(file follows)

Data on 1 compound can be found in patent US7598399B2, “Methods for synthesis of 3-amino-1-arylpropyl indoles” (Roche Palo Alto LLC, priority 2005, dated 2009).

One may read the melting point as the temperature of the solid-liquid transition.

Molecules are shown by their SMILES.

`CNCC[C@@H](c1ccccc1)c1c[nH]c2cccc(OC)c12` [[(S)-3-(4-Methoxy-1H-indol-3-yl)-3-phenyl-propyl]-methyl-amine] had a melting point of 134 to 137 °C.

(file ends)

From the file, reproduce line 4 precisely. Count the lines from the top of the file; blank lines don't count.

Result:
`CNCC[C@@H](c1ccccc1)c1c[nH]c2cccc(OC)c12` [[(S)-3-(4-Methoxy-1H-indol-3-yl)-3-phenyl-propyl]-methyl-amine] had a melting point of 134 to 137 °C.